Strong Microburst Hits Nevada Valley (Watch Video)

  • Jul 27, 2018

What’s a Microburst?

Before you watch this memorizing video of a microburst captured by the Nevada Seismological Laboratory, we think you might want to know what one is.

microburst is a strong downdraft from a storm with winds of 4 kilometers or less. There are two types of microbursts: Wet and dry. Like the name suggests, wet microbursts include precipitation.

Dry microbursts, on the other hand, typically consists of virga. For you budding meteorologists out there, virga is is an observable shaft of precipitation that evaporates or sublimates before reaching the ground.

Watch the Microburst Video

A microburst made its way across the Nevada Valley on July 20, 2018. The Nevada Seismological Laboratory caught the weather phenomenon on camera as it passed through the Green Valley area of the state. Check out their  video below:

The Las Vegas Review Journal reported the storm caused power outages and flooded streets in the Las Vegas Valley on Friday.

Beyond being fun to watch, this video is a great reminder of how important HD weather cameras can be. The more high quality cameras there are throughout the country, the more great videos like this one will exist. That provides the public, researchers, and meteorologists with views of weather difficult to come by. Pretty neat, huh?

Are Microbursts Dangerous?

The video above makes this microburst look pretty scary, right? Microbursts can be dangerous to humans, buildings, and aircrafts.

Earlier this year on May 15, a powerful front containing microbursts hit New York and Connecticut, killing 5 people. Microbursts cause all sorts of damage on the ground including flying debris, ruined electrical equipment, and structural damage.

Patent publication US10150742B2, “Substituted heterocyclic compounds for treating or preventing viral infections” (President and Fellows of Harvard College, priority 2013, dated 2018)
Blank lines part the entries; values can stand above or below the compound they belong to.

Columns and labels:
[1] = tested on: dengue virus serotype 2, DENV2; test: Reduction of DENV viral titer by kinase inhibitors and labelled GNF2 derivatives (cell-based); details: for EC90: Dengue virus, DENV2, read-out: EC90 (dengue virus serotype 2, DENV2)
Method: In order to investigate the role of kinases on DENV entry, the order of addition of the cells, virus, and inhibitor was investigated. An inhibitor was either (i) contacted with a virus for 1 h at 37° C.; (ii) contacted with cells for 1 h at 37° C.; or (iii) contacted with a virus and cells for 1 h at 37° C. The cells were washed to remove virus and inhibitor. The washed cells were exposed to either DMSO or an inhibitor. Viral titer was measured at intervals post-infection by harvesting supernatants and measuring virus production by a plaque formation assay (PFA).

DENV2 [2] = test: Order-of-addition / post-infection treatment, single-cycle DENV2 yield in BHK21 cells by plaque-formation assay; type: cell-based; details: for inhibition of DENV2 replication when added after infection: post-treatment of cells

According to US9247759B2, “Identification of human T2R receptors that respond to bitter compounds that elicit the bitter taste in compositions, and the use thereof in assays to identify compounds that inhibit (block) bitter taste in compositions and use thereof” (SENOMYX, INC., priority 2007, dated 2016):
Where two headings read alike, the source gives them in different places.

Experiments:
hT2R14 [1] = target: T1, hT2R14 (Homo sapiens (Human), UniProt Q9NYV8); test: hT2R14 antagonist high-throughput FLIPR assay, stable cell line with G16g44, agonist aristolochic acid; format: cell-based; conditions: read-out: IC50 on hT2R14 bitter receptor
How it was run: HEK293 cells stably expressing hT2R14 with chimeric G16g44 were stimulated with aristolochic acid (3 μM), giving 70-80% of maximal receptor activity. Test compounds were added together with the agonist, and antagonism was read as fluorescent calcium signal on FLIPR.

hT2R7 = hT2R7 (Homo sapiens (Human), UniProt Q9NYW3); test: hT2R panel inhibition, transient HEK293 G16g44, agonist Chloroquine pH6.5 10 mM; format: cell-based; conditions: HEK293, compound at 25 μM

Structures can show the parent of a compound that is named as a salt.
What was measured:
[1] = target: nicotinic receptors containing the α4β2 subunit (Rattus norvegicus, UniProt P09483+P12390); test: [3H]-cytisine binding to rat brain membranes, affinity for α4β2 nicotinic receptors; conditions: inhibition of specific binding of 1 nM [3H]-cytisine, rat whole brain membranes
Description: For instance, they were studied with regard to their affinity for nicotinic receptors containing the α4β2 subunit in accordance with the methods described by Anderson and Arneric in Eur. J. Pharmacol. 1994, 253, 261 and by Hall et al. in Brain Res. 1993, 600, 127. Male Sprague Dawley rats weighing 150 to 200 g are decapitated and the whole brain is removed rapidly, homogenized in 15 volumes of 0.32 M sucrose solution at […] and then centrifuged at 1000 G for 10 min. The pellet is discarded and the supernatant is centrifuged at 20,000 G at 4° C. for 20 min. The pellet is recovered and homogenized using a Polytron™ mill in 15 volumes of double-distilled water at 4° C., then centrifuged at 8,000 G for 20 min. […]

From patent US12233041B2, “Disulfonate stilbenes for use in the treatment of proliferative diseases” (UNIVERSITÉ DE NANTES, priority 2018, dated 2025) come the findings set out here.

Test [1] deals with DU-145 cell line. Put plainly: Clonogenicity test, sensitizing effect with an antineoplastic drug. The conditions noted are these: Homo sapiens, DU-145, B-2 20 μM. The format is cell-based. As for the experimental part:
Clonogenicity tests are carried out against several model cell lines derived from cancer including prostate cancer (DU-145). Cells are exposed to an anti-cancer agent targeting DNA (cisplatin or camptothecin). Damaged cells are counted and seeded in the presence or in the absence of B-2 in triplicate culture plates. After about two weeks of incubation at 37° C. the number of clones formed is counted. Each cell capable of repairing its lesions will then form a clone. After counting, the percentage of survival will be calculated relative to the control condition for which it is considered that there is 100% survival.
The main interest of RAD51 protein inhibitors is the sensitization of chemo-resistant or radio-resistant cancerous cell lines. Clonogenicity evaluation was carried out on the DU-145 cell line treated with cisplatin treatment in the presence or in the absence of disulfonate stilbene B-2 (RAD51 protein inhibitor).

For aircrafts, the threat is even worse. A microburst often causes an aircraft to crash when they are attempting to land. The air spreads in all directions after hitting the ground, which can increase the aircraft’s speed while heading towards the ground.

To help businesses and aircrafts protect themselves from microbursts and other dangerous conditions associated with strong storm cells we offer Dangerous Thunderstorm Alerts (DTAs). DTAs give decision-makers the fastest lead times for severe weather. We’re able to provide these advanced warnings thanks to our Total Lightning Network because in-cloud lightning is key when predicting microbursts, cloud-to-ground lightning strikes, and hail.

You can learn more about DTAs by reading our free data sheet

Click here to read the DTA Data Sheet

Stages of a Microburst

Microburst evolution has three stages:

  • Contact stage
  • Outburst stage
  • Cushion stage

 

The contact stage is when the downburst initially develops, descends from the cloud, and begins to accelerate. Within minutes the downburst reaches the ground.

The outburst stage consists of the wind “curling” as the cold air of the downburst moves away from the point of impact with the ground.

Finally, the cushion stage sees the winds about the curl continue to accelerate while the winds at the surface slow due to friction.

Watch the video again to see if you can distinguish all of the stages.

Questions?

Do you have more questions about microbursts and the various other conditions that accompany thunderstorms? Let us know in the comments below and one of our meteorologists would be more than happy to provide you with an answer.

Credit: Nevada Seismological Laboratory via Storyful 


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